Jacobsen: [Laughing].

Duk: People made death threats. That they would do stuff when we went to the hotels. We took it down and put it up every day as the law requires. It was interesting the different threats received. That was the only time that I felt the conservatives really came out to play for whatever reason. It really bothered them for us to put out a nativity scene and perform rituals there. They referred to it as a nativity scene.

Jacobsen: Christmas is a pagan holiday. It was co-opted by the Christians, but, at root, it is a pagan holiday. This is a widespread misunderstanding, coming my way, listening to both Canadians and Americans. In many ways, the secular groups using the iconography of and images antithetical to a lot of the Christian iconography in the United States and Canada are more right.

Duk: Right, we think the whole idea of having religious iconography on the state capitol is [Laughing] ridiculous. They’ve spent a lot of time on rules for this and magic paperwork for it. If everyone is going to have their message on the capitol lawn, we will as well. [Laughing] People didn’t agree with that. Our goal was to get the message across. If someone is there this year, we will be there as well.

Jacobsen: What are the demographics of the local chapter?

Duk: I don’t get too much into the membership of the chapter. I will say, “It is diverse and represents every racial and sexual/gender representation in Michigan,” for the most part. We do a good job reaching out to different people in different walks of life. I am actually pretty proud of that.

Jacobsen: What have been the points of political activism over the two weeks or so of protests over the murder of George Floyd or others?

Duk: We have not taken a position as a chapter. In fact, The Satanic Temple National Council has the same position of the local chapter. It is not the time for Satanists to be present as Satanists. It is not our place to wave our banner and sticking our nose in this matter. As individuals, we participate in a number of levels. There are worries of Covid-19, etc. There are provacateurs of violence who frequently show up to the protests. Many members of chapters, affiliates, and so on, have gone to various protests, rallies, and be vocal with various ally groups. I have been pleased in that regard. As a chapter, we have decided to stay out of it. We asked, certain members have asked, various groups, e.g., local BLM groups and other affiliate groups how they’d like us to help. Individuals help where they can in that regard. As individuals, we are always involved in helping various minority groups, as far as donations to the teenage homeless shelter. Most of the homeless kids here are LGBTQ of some stripe and/or minority. That’s usually the case with statistics in Michigan. A lot of our efforts go to helping these individuals.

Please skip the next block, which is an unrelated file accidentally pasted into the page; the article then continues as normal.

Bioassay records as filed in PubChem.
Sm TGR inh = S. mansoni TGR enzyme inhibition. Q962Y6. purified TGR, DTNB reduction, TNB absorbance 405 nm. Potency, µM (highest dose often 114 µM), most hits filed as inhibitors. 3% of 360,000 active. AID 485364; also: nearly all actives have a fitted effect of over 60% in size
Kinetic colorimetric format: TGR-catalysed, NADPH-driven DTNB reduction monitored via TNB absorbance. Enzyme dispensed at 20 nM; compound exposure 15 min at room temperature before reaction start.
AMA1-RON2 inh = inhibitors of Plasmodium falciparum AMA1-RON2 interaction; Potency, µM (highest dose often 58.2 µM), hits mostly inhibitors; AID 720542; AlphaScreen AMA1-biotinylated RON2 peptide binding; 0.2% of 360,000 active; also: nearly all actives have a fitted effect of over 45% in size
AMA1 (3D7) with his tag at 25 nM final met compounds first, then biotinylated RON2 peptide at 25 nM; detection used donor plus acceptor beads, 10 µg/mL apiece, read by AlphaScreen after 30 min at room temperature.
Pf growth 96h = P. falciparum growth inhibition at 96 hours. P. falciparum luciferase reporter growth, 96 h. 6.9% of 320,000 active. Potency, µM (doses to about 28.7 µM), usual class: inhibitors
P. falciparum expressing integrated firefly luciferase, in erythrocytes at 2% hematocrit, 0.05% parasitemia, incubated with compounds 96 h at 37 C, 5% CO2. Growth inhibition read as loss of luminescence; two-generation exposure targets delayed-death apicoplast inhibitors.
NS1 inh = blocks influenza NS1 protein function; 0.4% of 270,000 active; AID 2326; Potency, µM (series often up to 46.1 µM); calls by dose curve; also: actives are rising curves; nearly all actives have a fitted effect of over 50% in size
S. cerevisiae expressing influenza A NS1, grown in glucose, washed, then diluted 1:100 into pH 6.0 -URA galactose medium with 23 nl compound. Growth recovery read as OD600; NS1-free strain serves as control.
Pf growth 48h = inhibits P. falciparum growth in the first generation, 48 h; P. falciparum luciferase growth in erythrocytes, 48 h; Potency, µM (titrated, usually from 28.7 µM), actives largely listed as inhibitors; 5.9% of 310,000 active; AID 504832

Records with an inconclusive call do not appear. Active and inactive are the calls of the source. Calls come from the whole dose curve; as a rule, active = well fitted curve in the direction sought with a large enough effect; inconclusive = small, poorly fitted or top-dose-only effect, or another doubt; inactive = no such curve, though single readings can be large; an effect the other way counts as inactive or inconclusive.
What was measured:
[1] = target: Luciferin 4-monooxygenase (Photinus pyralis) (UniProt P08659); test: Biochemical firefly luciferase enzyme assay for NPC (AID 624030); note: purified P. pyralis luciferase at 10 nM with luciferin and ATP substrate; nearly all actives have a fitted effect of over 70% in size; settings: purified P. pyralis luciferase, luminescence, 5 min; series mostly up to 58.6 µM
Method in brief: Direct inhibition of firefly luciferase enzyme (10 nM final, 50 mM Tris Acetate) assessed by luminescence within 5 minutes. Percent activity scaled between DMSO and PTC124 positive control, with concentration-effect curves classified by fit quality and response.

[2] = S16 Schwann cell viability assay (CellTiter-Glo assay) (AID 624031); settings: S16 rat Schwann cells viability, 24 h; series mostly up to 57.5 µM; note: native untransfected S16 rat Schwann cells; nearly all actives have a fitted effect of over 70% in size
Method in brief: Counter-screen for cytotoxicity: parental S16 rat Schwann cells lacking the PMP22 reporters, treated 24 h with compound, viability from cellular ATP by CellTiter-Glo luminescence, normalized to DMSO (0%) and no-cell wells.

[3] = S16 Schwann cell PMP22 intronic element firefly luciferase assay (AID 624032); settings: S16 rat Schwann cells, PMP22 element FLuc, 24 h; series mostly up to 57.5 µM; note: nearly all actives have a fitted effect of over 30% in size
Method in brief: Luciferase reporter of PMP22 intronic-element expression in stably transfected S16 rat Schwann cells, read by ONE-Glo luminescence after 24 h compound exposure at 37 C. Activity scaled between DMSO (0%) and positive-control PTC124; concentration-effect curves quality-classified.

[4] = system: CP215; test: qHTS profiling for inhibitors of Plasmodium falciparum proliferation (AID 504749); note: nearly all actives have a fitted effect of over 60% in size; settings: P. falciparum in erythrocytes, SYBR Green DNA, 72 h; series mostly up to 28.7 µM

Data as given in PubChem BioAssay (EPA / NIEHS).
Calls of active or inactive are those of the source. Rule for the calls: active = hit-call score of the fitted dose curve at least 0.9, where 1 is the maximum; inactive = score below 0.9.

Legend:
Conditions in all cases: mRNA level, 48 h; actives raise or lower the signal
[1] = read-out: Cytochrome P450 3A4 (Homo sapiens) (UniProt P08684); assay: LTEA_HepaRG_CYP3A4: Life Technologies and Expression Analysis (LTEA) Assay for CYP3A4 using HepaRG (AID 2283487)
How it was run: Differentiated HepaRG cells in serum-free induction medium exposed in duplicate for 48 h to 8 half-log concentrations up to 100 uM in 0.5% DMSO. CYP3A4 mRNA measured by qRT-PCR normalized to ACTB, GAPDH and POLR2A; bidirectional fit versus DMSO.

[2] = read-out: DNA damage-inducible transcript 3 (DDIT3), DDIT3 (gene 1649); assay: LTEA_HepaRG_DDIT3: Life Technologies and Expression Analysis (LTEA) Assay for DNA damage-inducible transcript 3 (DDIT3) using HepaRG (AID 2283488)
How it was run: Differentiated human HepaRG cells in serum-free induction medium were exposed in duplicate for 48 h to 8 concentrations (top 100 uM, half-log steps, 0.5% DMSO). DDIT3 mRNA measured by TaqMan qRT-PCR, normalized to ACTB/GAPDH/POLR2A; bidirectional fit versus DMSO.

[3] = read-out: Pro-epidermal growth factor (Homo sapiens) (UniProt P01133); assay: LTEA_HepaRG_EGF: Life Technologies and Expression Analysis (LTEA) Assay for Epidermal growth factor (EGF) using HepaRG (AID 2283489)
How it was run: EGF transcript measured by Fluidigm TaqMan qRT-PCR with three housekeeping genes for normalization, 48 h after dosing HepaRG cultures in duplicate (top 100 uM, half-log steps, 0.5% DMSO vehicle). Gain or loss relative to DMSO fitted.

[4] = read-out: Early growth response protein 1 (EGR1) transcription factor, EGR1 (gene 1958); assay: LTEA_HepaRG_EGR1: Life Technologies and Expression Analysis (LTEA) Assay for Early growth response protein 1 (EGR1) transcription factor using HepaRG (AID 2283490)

With the prison population here, a lot of the efforts go to individual prisoners. We try to spread the activism around in that way. But, as far as these protests as Satanists, we try to help wherever we are at.

Jacobsen: What principles tend to bring individuals into TST?

Duk: It is a broad spectrum of principles. It is really hard to say. TST, as you may know, is really sex positive. It brings a lot of people in, LGBTQ of all stripes. It brings a lot of people in. People who are humanist and want to say more about what they do believe rather than don’t believe. You find them coming into TST. You find individuals coming into TST who are sick of the scientific illiteracy running rampant in the country, and like to join TST to support efforts such as Grey Faction. So, you find a lot of people joining TST around many different ideals. Our chapter here, we have a lot of people who are LGBTQ of some stripe. We have a lot of people here who are here for sex positive reasons. Pride is the big event for us and people feel comfortable with us there, at the Pride booth. It is sad that we weren’t able to be there this year, obviously, as it was cancelled. Being present in the community around women’s rights stuff, we plan to do women’s rights stuff. We have a lot of abortion clinics, Planned Parenthood protestors locally.

Jacobsen: How can people get involved with the chapter local to the themselves or the main national organization?

Duk: If individuals go to, they can find a list of different chapters and prism groups in the area. Prism groups are in the beginning stages and do not have the full chapter structure, but are the way to the full chapter structure. They can go online and find chapters on Facebook. Chapters function in different ways. Ours is mainly Facebook. We may be getting away from this soon. Facebook, though, is the main way. Chapters have different membership structures. We allow pretty much anyone to join the Facebook page, as long as they pass a basic quiz. Then from there, membership is decided by the members. Other chapters have different rules and regulations around each chapter. That is the best way to get involved – go to the website, find the local chapter, every state has a chapter or a prism group, even internationally, e.g., in the UK. Go there, find out what your local chapter does, how to find them, and contact them.

Jacobsen: Marr, thank you so much for your time.

Duk: Yes, anytime.


In-Sight Publishing by Scott Douglas Jacobsen is licensed under a Creative Commons Attribution-NonCommercial-NoDerivatives 4.0 International License. Based on a work at